Choosing the Right Office Chair

Nov 7, 2022 | Chairs/Sitting

If you sit all day for work, you’ll know the aches and pains that can quickly arise from sitting in the wrong chair for hours on end. Maybe it starts with a small ache in your shoulder or tightness in your neck. While these might seem like not a big deal at first, ignoring them can do more harm than good. 

So, what’s the fix? The best thing you can do is find an appropriate chair to sit in for work. This can help you avoid ending the workday in pain, as well as help you thwart a debilitating injury (like back pain) down the road. So, let’s take a quick look at how you can choose the best office chair for your body!

What Type of Office Chair is Most Comfortable?

The problem with most office chairs is that many of them actually (and quite surprisingly!) support bad posture. Many of these “ergonomically-designed” chairs tend to curve in a way that pushes the body forward, which can support the development of forward head posture and other less-than-ideal postural positions.

In fact, you might even notice your ergonomic office chair becomes more uncomfortable after you’ve been adjusted with the ABC method at Posture & Wellness. This is because as we correct your posture and re-align the body, the traditional office chairs do the complete opposite. In turn, as you become more aligned, your chair might become more and more uncomfortable, indicating a new one is probably more than necessary.

So, what should your office chair consist of? Here are a few basics:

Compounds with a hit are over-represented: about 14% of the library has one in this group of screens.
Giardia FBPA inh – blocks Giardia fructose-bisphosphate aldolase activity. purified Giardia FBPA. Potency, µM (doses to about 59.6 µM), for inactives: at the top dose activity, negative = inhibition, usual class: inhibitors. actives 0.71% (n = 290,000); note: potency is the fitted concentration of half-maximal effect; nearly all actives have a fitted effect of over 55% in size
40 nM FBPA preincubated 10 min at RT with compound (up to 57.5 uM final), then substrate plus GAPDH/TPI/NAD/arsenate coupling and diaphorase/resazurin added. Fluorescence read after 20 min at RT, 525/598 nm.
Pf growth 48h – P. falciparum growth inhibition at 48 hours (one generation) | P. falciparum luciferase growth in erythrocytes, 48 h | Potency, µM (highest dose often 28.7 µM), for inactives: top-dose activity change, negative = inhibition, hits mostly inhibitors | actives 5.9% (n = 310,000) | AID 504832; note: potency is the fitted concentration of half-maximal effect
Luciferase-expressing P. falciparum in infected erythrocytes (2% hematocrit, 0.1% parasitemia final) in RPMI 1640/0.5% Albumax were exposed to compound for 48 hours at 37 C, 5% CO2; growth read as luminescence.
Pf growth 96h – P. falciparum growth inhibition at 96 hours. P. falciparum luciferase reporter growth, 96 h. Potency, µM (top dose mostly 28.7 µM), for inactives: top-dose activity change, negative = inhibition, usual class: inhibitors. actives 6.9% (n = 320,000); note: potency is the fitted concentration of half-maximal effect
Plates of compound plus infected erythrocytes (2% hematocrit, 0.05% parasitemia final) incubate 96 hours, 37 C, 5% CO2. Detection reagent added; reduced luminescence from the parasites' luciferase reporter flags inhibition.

• It should have a flat base and a flat back, with no lumbar curve in the back of the chair.
  • Purchase an ABC seat wedge for a flat-based chair (We recommend this seat wedge. Most other seat wedges online are actually too soft.), which angles your knees below your pelvis. If the wedge option is unavailable, invest in a chair that can angle down. You can pick up a seat wedge the next time you are in the clinic!
  • When adjusting your chair, make sure your feet touch the ground. Under no circumstances should your feet or legs be hanging off the chair. Both feet should be firmly planted on the floor.
  • Use a chair without armrests so you can tuck it under your desk, or else you’ll likely end up too far away from the screen and end up leaning forward.

When all else fails (especially since it may be difficult to find a chair like this), go for a basic dining table chair. This is a great alternative for working from home, and since dining chairs usually have a flat base and back, they do the trick. 

Other Things to Note When Working from Home

Inevitably, your chair isn’t the end-all, be-all. We all know sedentary behavior for long durations isn’t good for the human body. And when we are entrenched in work, it’s easy to lose track of time and go hours without moving from the same spot.

A quick trick you can do is to set a timer for every 30-60 minutes (This is also a great time chunk for focused work and concentration!), then stand and walk or perform the recommended stretches we give in the clinic every time your timer goes off. This can also serve as a reminder to check your posture and adjust, so you aren’t absentmindedly hunching forward toward your computer. You could also opt for a standing desk as opposed to sitting all day.

If you’re not sure if your work or office space set-up is supporting your posture, please don’t hesitate to send me a photo from the side (without posing and as you would usually work). I can offer suggestions to help make your workstation pain-free.
If you’re already experiencing pain, reach out to us today to book an appointment with your local Finsbury Park chiropractor. You can also opt to book your FREE discovery call to find out more about how a chiropractor can help you! BOOK NOW.